June 1st, 2019, signals the beginning of the Tenant Fees Act, an approach by the Government to ban fees paid by tenants to letting agents and landlords in the rental sector. For many tenants, renting a property or for those looking to rent, this may seem like the lifeline they’ve been waiting for.
Over the past few weeks, I’ve been contacting our portfolio of over 400 landlords with properties across the entire country with regards to the Tenant Fee Ban.
By using us as a letting agent, our landlords have been aware of the act since it was first drafted last year and the impacts that would consequentially take place.
Scarily, however, there are some landlords and letting agents that have buried their heads in the sand when it comes to such a huge change in our industry; either they are choosing to ignore it and are just hoping it goes away, or they are entirely unaware of its forthcoming implementation.
What is the Tenant Fee Ban?
In essence, the Tenant Fee Ban is an act by the Government to cease letting fees paid by tenants, whilst also capping tenancy deposits across the whole of England.
Coming into force on Saturday 1 June 2019, the act aims to reduce the costs that tenants face when initially renting a property, seeking to improve the relationship between tenants and landlords whilst making the private rented sector more affordable.
From this date, letting agents and landlords won’t be able to charge for a range of services that at present, contribute a reasonable chunk of income to the business.
To ensure that landlords and letting agents are complying, local enforcement authorities have been given the primary responsibility for enforcing and protecting the legislation.
In addition, the Tenant Fees Act creates an independently lead enforcement authority to oversee operations of letting agency legislation. This lead enforcement authority will provide and offer advice and information to the local authorities in conducting their duties to enforce the legislation.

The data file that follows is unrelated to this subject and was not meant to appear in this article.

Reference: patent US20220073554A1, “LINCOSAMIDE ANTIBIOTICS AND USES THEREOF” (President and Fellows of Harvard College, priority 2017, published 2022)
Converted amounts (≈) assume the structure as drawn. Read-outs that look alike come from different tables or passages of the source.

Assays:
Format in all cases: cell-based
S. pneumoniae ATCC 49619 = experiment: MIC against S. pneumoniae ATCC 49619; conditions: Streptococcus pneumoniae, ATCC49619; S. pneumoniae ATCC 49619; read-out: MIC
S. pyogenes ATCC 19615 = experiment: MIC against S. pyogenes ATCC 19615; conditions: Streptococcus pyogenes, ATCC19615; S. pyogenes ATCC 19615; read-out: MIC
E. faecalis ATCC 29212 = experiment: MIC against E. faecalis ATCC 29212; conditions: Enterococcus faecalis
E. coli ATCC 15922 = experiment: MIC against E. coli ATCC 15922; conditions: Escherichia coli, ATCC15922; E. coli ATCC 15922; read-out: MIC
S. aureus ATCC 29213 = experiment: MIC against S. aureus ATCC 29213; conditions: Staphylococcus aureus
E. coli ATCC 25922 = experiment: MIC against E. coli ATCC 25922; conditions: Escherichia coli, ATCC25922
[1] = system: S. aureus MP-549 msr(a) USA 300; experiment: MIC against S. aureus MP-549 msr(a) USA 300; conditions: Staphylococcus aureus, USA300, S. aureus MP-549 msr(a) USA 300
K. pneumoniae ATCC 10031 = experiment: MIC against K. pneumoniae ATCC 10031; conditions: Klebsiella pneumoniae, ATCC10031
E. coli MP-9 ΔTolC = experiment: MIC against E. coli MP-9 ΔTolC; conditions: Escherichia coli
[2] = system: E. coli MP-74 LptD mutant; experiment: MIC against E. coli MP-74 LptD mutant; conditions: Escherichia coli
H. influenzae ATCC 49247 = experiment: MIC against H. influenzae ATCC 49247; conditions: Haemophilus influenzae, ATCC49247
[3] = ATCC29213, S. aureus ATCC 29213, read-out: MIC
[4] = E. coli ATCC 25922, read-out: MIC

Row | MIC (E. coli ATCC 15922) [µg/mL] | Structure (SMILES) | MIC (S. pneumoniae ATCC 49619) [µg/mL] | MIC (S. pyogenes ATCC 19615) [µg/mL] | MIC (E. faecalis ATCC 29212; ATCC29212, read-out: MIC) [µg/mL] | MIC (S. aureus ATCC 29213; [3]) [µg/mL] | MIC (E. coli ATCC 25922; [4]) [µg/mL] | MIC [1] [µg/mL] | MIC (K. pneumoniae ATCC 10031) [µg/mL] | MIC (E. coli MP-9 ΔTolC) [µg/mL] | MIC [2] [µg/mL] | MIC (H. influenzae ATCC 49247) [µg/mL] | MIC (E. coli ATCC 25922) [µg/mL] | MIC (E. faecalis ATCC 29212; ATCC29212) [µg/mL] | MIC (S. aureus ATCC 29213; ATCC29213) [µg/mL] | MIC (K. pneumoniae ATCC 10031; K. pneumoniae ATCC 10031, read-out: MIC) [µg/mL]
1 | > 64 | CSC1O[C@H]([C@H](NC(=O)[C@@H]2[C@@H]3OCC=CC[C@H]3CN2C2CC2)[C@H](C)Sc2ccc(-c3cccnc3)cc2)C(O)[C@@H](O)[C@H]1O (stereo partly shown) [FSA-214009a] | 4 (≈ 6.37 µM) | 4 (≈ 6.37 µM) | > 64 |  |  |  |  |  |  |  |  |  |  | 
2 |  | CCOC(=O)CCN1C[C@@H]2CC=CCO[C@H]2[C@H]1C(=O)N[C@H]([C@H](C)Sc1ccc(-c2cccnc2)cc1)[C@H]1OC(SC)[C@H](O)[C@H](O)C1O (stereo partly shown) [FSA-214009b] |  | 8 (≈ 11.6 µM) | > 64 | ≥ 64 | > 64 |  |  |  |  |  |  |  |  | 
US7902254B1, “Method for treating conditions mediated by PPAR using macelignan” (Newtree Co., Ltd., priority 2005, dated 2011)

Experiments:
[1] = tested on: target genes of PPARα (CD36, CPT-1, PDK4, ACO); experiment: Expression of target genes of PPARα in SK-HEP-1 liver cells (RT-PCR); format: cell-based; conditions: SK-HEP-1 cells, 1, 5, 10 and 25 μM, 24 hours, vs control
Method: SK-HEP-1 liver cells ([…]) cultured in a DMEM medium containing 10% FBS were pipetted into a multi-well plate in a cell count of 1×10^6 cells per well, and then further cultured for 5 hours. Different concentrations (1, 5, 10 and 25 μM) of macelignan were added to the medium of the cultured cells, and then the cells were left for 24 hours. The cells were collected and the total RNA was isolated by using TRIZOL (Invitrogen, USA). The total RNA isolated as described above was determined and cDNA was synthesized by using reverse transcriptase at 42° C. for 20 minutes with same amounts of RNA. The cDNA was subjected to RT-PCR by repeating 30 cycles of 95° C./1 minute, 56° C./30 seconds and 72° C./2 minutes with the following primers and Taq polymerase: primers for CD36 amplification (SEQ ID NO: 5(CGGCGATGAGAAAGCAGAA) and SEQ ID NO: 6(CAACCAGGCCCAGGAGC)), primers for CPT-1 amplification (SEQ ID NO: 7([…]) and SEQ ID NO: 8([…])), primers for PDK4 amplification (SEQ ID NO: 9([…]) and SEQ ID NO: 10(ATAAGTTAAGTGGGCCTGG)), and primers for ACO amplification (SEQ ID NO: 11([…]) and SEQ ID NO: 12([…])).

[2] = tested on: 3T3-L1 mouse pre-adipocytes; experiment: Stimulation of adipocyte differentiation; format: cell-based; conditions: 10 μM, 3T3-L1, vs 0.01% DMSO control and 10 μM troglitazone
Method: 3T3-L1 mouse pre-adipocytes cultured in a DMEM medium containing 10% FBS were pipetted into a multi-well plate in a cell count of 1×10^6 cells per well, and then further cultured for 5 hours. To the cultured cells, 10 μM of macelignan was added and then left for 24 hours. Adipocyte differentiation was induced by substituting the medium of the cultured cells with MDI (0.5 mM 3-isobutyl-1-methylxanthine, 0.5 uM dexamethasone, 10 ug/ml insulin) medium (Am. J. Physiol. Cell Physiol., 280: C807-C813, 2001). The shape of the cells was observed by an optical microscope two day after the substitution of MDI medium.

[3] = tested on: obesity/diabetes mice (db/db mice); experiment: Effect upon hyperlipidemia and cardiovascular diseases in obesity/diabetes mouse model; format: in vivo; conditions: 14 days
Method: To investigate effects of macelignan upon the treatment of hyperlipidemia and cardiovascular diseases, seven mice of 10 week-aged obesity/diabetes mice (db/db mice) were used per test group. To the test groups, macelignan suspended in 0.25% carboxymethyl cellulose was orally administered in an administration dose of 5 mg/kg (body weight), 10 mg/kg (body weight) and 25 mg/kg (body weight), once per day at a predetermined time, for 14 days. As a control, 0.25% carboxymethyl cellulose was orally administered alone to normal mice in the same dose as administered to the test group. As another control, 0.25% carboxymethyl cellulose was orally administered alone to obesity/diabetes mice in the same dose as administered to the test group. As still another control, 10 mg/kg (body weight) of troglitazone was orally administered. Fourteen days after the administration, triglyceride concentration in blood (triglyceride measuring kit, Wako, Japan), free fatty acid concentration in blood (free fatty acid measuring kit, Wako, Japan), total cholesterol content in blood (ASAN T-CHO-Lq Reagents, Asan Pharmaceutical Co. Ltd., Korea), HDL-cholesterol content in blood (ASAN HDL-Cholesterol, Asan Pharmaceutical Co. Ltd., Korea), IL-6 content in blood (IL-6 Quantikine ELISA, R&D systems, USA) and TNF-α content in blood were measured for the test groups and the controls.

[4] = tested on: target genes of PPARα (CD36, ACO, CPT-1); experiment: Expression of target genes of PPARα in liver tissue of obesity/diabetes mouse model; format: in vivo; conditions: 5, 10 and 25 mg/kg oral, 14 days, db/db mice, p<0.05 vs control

How have tenants and landlords responded to the Tenant Fee Ban?
The general consensus thus far, as expected, has seen a wealth of mixed reactions. On one hand, those looking to or are currently renting as tenants have seen the move as extremely positive. For them, it means the upfront cost of renting is much cheaper. Given that the rental sector is the answer to many who can’t afford to jump on the homeownership ladder, the act has the power to increase the appeal of renting.
For landlords and letting agents however, the views aren’t as simple. The division somewhat lies between those who feel this is yet another targeted attack on landlords by the Government, whilst there are those who feel the act is a positive step to rid the sector of the rogue landlords and letting agents.
Many of my landlords who I’ve spoken to in preparing them for the forthcoming changes have been remarkably supportive. They have recognised the reasoning behind the implementation and have been happy with proposed amendments to our fees. This is mainly down the sheer advance notice we have given them regarding the act, as well as ensuring all our landlords are informed and kept compliant on a wealth of other legislation. It helps of course that all our landlords are kind-hearted and want the best for their tenants as well as their investments.